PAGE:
Out of the darkroom and into the light
20 years of change
Sue Steward considers the speed, the globalisation and the democratisation of digital photography
As a former picture editor who inhabited Planet Analogue for a large part of my life, I have watched photography morph into something almost unrecognisable. Much has been abandoned: the tactile pleasure of prints, the never-failing magic of the printing process, the dedication of printers in newspaper darkrooms, the excitement of flicking through cabinets in specialist picture libraries now swallowed up by rapacious digitised agencies, the many priceless newspaper archives destroyed in the 1990s.
In 2009 we lost two crucial elements of the old order. Polaroids – those small, wet, glossy, square prints you dragged out of the camera, shook dry and watched as an image appeared like a tiny oil painting – turned out to have the lifespan of a mayfly. Andy Warhol may have elevated them into fine art, but Polaroid film expired in a blaze of publicity on 09/09/09. A month later we said goodbye to Kodachrome, the film that brought a palette of brightness, optimism and colourful romance into the postwar years. Slides, trannies, transparencies came back from processing in branded yellow plastic boxes, to be viewed on a lightbox through a loupe, an eyeglass that had to be a Steiner – mine cost 74 quid in New York in the late 1980s, and I treasure it … as an antique.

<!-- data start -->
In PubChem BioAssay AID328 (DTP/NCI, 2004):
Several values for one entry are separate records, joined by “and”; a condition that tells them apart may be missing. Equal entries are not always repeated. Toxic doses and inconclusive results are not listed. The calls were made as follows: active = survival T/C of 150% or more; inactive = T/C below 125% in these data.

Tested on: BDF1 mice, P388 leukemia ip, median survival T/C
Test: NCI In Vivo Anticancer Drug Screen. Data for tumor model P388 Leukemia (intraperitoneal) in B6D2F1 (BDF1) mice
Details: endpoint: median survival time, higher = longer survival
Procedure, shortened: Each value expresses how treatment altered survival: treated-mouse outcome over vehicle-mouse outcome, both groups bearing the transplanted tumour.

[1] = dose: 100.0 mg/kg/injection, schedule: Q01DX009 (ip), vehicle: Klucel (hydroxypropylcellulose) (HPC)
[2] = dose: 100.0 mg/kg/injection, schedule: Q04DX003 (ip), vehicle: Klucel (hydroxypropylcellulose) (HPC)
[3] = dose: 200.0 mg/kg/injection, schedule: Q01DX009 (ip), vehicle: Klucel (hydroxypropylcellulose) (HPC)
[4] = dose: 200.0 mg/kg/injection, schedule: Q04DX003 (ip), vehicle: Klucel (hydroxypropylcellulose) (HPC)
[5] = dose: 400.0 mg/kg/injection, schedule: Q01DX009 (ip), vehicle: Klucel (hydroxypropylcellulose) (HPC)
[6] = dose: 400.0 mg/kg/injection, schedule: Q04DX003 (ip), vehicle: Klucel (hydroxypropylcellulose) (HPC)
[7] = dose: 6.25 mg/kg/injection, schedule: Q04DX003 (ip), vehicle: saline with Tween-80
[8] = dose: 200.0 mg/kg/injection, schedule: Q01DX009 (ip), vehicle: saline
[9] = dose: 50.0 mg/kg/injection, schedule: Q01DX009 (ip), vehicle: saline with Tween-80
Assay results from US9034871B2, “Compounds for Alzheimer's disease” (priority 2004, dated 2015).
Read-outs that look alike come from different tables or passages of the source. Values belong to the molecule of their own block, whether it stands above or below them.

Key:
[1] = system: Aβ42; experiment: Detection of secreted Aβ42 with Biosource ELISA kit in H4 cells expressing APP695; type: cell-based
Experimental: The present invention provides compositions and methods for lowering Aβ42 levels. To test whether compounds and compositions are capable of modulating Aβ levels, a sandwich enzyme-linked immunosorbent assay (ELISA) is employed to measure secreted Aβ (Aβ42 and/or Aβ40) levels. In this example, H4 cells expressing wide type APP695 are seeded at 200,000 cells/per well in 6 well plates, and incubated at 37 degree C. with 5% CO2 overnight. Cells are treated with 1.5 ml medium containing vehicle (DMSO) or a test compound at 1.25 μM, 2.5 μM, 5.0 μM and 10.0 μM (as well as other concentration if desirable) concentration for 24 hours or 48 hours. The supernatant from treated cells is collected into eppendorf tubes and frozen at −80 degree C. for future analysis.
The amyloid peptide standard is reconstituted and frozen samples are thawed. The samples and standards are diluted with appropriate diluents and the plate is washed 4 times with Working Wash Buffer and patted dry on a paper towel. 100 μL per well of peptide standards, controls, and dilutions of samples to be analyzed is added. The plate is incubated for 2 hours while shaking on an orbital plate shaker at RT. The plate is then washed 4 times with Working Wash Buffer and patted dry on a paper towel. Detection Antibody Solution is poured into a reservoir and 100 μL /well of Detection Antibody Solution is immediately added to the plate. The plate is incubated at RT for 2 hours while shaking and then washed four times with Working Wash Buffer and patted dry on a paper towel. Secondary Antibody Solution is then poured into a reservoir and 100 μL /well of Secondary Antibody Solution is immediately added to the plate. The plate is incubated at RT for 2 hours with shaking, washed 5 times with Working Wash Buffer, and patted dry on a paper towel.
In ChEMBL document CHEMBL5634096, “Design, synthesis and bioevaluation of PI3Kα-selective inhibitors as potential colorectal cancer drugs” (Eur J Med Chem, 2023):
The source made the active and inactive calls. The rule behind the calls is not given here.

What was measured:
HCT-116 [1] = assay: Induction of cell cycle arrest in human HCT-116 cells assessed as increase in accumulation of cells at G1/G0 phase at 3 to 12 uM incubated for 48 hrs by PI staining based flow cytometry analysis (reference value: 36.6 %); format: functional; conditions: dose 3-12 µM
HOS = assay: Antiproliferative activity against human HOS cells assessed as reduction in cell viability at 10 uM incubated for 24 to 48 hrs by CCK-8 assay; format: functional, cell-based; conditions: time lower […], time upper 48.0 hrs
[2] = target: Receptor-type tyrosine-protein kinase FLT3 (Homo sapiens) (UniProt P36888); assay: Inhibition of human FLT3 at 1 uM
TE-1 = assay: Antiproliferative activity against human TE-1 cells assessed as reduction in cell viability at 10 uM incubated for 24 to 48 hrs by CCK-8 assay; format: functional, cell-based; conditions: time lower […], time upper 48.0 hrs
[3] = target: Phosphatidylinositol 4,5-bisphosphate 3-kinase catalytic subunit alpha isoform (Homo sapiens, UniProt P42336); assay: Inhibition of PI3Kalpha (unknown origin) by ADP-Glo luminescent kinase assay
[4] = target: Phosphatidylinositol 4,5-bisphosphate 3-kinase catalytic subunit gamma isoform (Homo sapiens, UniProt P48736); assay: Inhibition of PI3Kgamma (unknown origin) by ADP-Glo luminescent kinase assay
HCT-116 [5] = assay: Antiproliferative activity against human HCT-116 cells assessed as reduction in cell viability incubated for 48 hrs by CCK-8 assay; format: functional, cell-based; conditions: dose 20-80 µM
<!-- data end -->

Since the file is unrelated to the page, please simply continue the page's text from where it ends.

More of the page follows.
Another element of this evolution from analogue to digital is the slow, creeping death of the professional darkroom. In 2007, Richard Nicholson began documenting (in Kodachrome) the 204 still operating in London. When he completed the project in 2010, eight remained in operation.
Having paid homage to past technology, I must add that I love digital photography. I love the speed of working and viewing images on computers, watching how digital photography is mutating, changing our visual encounters, interpretations, skills and equipment. I love the way photography competitions are now thoroughly international because images can be pinged cheaply across the globe in an instant rather than being sent as expensive prints. Digital democratisation is unstoppable. And digital photography has become crucial for transmitting images from warzones, crises and scandalous revelations, from places photojournalists can’t reach.
I love the explosion of global interest in photography, the expansion of exhibition space for what until recently (shockingly) was not even considered art; how the business of ‘fine art’ photography is now discussed on the pages of the Financial Times; the number of academic texts on the theories around photography; and the rise of photobook publishing fairs. In parallel to ‘mondo digital’, professional photographers such as Susan Derges and Adam Fuss and scores of students are looping back to the medium’s analogue origins. They are devising fresh ways of making images based on nineteenth-century processes: the shadow-catchers of camera-less photography who are exploring Fox Talbot’s Calotypes, and the hugely expensive, time-consuming platinum process that Irving Penn re-introduced in the 1950s.
These arcane processes co-exist alongside technologies that allow the convergence of still images and movies through smartphones and multifunction cameras, and the galleries on screens and tablets and media walls, the instruments of the future that are literally ‘writing with light’. The contents, however – portraits, landscapes, documentary images – will never change.
Sue Steward is a writer, broadcaster and independent curator
First published in Eye no. 80 vol. 20.